In Club 99, I look at songs that peaked at position #99 on the Billboard Hot 100 singles chart, and help to put them into context. Together we can decide if the song deserved more success or got too much. The Song: “Pickle Up A Doodle” The Artist: Teresa Brewer #99 Chart Date: September 1, 1958 I don't know that this entry necessarily counts as a novelty song, but it sure sounds like one upon first listen. The problem with making that determination is that at this point in American music history, the definition of pop music was much broader and more inclusive than it is today. So I'll let you listen and make that call yourself: Any idea? Pop? Novelty? Traditional? A little of each? It's fun no matter what you call it, albeit somewhat inconsequential. I tracked down a liv
One thing that stinks about being an adult is that I don't get summers off anymore. One thing that rules about being an adult is I don't have to deal with the looming threat of Back to School time. So you see, now I can look at vintage back-to-school advertisements with joy and amusement, not dread. And now you can too. Enjoy!
Fans of That '70s Show remember the name Vista Cruiser well. Here we have an interesting publicity photo of the 1968 Vista Cruiser Custom from Oldsmobile (the one from the show is a '69 model). I do not recommend standing on any car roof like this.
Today's beauty comes to us from the mid 1960s, during what I think of as the golden age of amusement parks. It dates (I believe) from 1964, when the first Sea World opened in the Mission Bay area of San Diego, California. Located on 22 acres, the original vision for the park was a giant underwater restaurant. I think the amusement park was definitely the way to go. Sea World's owners spared no expense with this brochure, as it has the evocative prose and lush illustrations typical of the best brochures and advertising material of the mid-century period. Behold the beauty of the front cover: Let's take a closer look at that logo, for it is wonderful. Just two colors here, but a great contrast of typefaces. And turning the standard '60s grid globe into a fish? Genius. Bef...
Like many of you, the heyday of department stores and discount stores is still filled with warm feelings of nostalgia. So imagine my delight in stumbling across these photographs taken at a Kmart sometime in the 1970s. I have little other information to go on here -- no year or location. But perhaps one of my eagle-eyed readers can discern both from some clues in these pics. What they show is a very busy Kmart somewhere (presumably) in the western United States. All I know is that the store -- located right next to a Safeway -- was packed that day and people were really into the yarn. Enjoy!
One of the many things that makes Kentucky Fried Chicken unique in fast food history is that its growth as a powerhouse franchise was not quite as direct as, say, McDonald's. For one thing, the chain began not as a dedicated franchise location but rather as a menu of items out of a regular restaurant. In this case, KFC was essentially born in a pair of motels/restaurants in Asheville, North Carolina and Corbin, Kentucky. Colonel Harland Sanders, who owned both in the 1930s, rebuilt his Corbin location as a motel with a 140-seat restaurant after a fire struck in late 1939. Here is a June 1940 newspaper ad for the Sanders Court & Café, published in the Asheville Citizen Times. Note how there is no reference to chicken: The first Kentucky Fried Chicken franchise opened on Septem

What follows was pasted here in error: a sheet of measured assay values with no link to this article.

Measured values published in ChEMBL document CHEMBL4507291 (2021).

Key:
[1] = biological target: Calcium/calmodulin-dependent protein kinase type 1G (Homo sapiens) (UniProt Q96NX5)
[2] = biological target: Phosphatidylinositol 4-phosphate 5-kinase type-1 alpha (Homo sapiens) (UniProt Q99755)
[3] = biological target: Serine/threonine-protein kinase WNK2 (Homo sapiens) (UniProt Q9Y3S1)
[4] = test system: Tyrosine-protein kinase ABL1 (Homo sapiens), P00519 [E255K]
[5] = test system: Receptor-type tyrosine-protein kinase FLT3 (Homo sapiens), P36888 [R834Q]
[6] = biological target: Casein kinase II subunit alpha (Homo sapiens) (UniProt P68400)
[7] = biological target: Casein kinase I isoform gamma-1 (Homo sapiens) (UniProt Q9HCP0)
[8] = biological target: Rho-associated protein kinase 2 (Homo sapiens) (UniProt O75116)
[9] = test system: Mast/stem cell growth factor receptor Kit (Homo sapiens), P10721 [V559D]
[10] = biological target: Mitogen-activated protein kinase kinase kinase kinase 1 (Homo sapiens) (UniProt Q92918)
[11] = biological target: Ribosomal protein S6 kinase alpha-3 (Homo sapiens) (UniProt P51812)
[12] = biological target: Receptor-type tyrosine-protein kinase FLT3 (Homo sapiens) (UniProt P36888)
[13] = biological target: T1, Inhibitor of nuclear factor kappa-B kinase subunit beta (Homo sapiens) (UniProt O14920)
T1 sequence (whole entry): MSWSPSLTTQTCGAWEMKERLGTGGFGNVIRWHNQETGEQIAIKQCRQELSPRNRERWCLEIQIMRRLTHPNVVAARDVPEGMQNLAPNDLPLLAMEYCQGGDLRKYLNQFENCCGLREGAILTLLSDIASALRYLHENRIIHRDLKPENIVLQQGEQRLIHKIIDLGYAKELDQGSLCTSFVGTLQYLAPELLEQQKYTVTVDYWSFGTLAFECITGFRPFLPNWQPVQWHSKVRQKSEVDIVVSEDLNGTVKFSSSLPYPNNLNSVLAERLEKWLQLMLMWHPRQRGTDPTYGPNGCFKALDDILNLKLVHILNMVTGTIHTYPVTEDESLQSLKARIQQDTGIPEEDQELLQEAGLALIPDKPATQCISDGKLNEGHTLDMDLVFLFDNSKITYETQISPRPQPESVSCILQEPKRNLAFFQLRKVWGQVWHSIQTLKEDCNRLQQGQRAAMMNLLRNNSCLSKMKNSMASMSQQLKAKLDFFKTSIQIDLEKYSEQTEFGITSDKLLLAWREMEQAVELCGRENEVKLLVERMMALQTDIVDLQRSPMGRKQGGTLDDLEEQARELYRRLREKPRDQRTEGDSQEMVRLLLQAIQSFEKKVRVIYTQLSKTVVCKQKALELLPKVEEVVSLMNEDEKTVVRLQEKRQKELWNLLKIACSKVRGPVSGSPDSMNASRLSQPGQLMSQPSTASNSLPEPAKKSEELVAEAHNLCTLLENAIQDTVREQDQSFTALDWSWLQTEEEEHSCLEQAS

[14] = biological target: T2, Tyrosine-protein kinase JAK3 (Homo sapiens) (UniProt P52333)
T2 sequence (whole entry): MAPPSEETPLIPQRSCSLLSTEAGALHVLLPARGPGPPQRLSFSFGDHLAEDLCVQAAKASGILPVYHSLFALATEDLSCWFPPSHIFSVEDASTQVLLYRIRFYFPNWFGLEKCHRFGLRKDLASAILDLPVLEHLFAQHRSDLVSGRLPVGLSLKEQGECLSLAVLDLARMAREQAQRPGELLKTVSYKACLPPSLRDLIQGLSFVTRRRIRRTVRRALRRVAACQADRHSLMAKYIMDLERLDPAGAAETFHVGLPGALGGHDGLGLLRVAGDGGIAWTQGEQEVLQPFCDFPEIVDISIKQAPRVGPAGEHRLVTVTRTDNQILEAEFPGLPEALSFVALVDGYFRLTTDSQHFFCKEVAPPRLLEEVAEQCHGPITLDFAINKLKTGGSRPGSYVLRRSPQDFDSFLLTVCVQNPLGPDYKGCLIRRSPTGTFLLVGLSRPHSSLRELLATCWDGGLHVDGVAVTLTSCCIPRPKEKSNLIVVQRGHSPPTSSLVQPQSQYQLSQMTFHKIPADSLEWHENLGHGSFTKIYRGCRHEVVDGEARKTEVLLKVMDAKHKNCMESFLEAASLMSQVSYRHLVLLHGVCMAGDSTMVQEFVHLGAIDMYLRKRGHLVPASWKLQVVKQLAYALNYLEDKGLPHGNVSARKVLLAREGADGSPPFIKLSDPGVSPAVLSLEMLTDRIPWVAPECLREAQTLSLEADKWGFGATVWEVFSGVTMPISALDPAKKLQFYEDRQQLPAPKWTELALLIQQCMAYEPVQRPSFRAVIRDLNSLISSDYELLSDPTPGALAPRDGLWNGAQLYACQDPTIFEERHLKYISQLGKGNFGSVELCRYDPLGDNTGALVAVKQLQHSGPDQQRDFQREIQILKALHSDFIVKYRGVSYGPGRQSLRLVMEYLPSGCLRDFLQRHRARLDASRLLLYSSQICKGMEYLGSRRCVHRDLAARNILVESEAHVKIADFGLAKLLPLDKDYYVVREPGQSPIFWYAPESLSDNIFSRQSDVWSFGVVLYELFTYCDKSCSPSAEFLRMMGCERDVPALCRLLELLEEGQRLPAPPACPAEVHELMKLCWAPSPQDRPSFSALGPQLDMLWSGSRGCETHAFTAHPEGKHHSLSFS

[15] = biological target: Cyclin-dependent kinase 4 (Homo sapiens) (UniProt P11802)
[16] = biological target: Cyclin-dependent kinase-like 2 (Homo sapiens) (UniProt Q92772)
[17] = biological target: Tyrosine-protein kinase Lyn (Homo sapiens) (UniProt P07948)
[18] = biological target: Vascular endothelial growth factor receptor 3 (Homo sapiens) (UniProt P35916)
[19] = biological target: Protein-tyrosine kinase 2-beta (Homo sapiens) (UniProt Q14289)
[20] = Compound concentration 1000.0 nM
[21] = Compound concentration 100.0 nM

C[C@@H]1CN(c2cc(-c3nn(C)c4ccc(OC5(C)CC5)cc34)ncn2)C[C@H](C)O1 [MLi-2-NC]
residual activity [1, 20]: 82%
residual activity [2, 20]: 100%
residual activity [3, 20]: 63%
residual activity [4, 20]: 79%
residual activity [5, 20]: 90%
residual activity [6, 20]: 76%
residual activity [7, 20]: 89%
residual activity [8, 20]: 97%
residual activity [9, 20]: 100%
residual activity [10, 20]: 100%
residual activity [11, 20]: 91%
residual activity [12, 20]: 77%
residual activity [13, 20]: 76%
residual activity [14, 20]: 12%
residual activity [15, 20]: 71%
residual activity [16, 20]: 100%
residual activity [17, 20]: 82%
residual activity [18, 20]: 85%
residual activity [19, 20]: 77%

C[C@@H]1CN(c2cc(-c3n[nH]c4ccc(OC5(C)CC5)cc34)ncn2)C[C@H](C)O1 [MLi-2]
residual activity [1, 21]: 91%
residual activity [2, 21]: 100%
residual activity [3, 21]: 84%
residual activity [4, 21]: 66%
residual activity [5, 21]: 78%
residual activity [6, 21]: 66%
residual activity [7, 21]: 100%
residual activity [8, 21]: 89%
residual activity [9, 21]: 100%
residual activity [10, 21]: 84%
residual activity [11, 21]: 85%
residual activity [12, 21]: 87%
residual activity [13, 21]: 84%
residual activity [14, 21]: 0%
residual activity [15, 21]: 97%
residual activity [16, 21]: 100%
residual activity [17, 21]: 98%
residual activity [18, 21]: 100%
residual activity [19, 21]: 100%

In past ad galleries I've typically stuck with a particular theme or product, such as holiday-themed ads or new car lineups. I'm going to try something new and product an ad gallery from a single year, covering a wide range or products and services. Basically, a sort of visual shorthand to see what someone would've seen in print or TV ads in a particular year. Think of this as a virtual department store of sorts. For the first edition I thought I'd travel back exactly 50 years to 1967. Let's browse! Automobiles Consumer Electronics Entertainment Fashion Food and Beverage Health and Beauty Household Goods Travel
Sometimes I see a piece of pop art and just know it's from the 1950s without knowing anything else about it. Such is the case with this phenomenal piece from 1956, advertising a concert called Modern Jazz for '56, which seems to have been a package tour. It featured artists such as Chris Connor, the Modern Jazz Quartet, the Don Shirley Duo, and Herbie Mann and was sold as "an enjoyable evening with your favorite modern jazz artists." This particular concert was held on January 27, 1956 at the Victoria Theatre in what I believe is Kansas City. Dig this beauty, man: I would frame this gem in a heartbeat if I had it. So totally mid-century and just oozing with that hep cat charm you also find on a lot of jazz album covers from the period. A concert review published on January 29th b...